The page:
- We store the result(sum or mode) of every block in block array.
- We know that there are approx. $sqrt(N)$ blocks of size $sqrt(N)$.
- we Sort the queries with L values from 0 to $sqrt(N)-1$ then $sqrt(N)$ to $2*sqrt(N)$ and so on.
- All the queries within a block are sorted with their R values. By this we first sort queries in ascending order of the blocks and then if multiple queries lie in the same block then we sort them according to their R(right) values.
- This scheme of sorting will help us in answering the current query by the use of previous query.

- Process all queries one by one in a way that every query uses the result computed in the previous query.
- Lets say previous query was $[0,6]$ and the current query is $[2,9]$ then we subtract arr[0], arr[1] from the previous result and add arr[7], arr[8], arr[9] to the previous result.

**Let's take the previous example:**

Given an array of queries: Queries$[]$=$\{$ $[7,8]$, $[1,6]$, $[2,7]$ $\}$

We will sort these queries according to the following rule:

- Sort the queries in ascending order of their blocks in terms of their L(left) values and if multiple queries lie in same block then order the queries with respect to their R(right) values:
- block array index of the ith element =index/total_blocks= i/sqrt(N)
- range $[7,8]$ belongs to $7/sqrt(9)$= 2nd block
- range $[1,6]$ belongs to $1/sqrt(9)$= 0th block
- range $[2,7]$ belongs to $2/sqrt(9)$= 0th block
- ranges $[1,6]$ and $[2,7]$ belongs to 0th block so we sort them by their R values. So their sorted order = ${ [1,6], [2,7] }$
- Sorted order: Queries[]= $\{$ $[1,6]$, $[2,7]$, $[7,8]$ $\}$

Queries$[0]$=$[1,6]$ $Sum= arr[1] + arr[2] + block[1] + arr[6]$ $Sum= 3+7+2= 12$

- Queries$[1]$=$[2,7]$

PrevSum= 12 (from query[1,6])

$Sum = PrevSum - arr[1] + arr[7]$
$Sum = 12-5+1= 8$

- Queries$[2]$=$[7,8]$

PrevSum= 8 (from query[2,7])

Sum= PrevSum-arr[2]-arr[3]-arr[4]-arr[5]-arr[6]+arr[8]
$Sum= 8-(-2)-6-8-(-7)-2+11$

$Sum= 12$

This way we efficiently used the past result to obtain new query result.

## Implementation

### Square Root Decompostion

- Firtly, take the array input in arr[N] with size N.
- Initialize the block array with size block$[sqrt(N)+1]$.
- Then put sum of subarrays of size sqrt(N) in block[ ].
- block$[i/(sqrt(N)+1)]$ += arr[i]

- Now for each query input $[l,r]$ check if ith block is fully inside $[l,r]$.
- if it is fully inside then add the sum from the block[ ].
- else add individual elements from arr[ ].

- Ouput the calculated sum.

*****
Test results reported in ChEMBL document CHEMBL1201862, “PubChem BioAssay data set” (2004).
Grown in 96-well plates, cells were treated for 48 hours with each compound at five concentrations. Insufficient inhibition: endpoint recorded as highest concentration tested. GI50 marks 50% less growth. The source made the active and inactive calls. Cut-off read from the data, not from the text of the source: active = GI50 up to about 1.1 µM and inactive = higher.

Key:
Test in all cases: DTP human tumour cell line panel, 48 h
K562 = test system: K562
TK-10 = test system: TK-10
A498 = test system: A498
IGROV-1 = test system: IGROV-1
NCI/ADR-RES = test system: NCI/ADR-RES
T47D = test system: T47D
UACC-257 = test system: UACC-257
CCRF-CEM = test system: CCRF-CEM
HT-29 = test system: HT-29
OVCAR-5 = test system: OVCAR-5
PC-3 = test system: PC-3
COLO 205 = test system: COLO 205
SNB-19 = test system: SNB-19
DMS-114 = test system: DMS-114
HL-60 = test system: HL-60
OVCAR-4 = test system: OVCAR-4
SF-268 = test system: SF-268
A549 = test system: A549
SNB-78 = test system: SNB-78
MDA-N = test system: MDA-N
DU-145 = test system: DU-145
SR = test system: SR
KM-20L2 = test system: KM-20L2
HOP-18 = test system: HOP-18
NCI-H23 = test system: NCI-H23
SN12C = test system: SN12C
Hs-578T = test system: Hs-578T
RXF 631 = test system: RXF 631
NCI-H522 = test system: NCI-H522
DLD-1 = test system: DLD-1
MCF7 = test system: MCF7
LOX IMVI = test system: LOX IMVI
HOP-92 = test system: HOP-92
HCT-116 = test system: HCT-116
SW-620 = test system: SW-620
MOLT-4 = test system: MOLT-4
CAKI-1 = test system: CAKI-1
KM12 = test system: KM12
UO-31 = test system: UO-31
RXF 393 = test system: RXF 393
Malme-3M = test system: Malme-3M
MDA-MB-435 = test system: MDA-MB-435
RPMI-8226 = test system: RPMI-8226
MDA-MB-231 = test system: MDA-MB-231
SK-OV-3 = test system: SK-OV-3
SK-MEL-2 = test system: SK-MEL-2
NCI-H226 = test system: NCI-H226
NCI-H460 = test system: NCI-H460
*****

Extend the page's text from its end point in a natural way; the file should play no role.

### Complexity of sqrt Decomposition

* Time Complexity:* O(sqrt(N)). For answering a query [L,R] we jump onsqrt(N) blocks instead of every element of array.

*O(sqrt(N)) extra space of block array to store preprocessed result.*

**Space Complexity:**## MO's algorithm

- Firtly, take the array input in arr[N] with size N.
- Initialize the block size, block_len = sqrt(N)+1.
- Make a structure Query which will hold left value, right value and index of the query.
- Implement a comparator through which sort function will get the sorting technique. For two queries q1, q2:

- Initilize an array of structure of Queries q and take query input.
- Sort the queries with the help the above comparator function.
- Now, for each query maintain two pointers currL and currR which will point to range of previously answered query.
- Add or subtract the new elements to the currSum by the help currL and currR.
- Output the answer of each query in the same order they were asked.

### Complexity of MO's algorithm

* Time Complexity:* $O((N+Q)*sqrt(N))$.

Sorting all queries will take $O(QlogQ)$.

Block size is $sqrt(N)$, so if we consider queries within the same block then the queries are sorted by right index. Therefore, in worst case we can say that currR is pointing to extreme right in a previous query and the current query wants the currR to shift to extreme left of the given array. This takes O(N) time to shift currR for queries within a single block. So, total time taken for all the blocks will be O(sqrt(N)*N).

And currL (curr left index) can change atmost sqrt(N) times for every new query. So total time taken by all the queries in changing currL is O(sqrt(N)*Q).

**Total time complexity** : $O((N+Q)*sqrt(N))$.

* Space Complexity:* O(Q) extra space to store the result of every query in offline mode.

## Conclusion

- We learnt sqaure root decomposition algorithm to answer a range based query problem efficiently in O(sqrt(N)) time.
- Offline queries are the queries which are known beforehand and dont change or update existing array.
- Through sqrt decompostion we learnt MO's algorithm to answer range based offline queries efficiently by taking previously answered query result into consideration and answering the new query.
- MO's algorithm took $O((N+Q)*sqrt(N))$ time which is much better than naive approach taking $O(N*Q)$ time.
- Few of it's applications are:
- We can use this algorithm to find sum in range query problems in offline mode.
- We can apply this algorithm to find the minimum/maximum element in range query problems.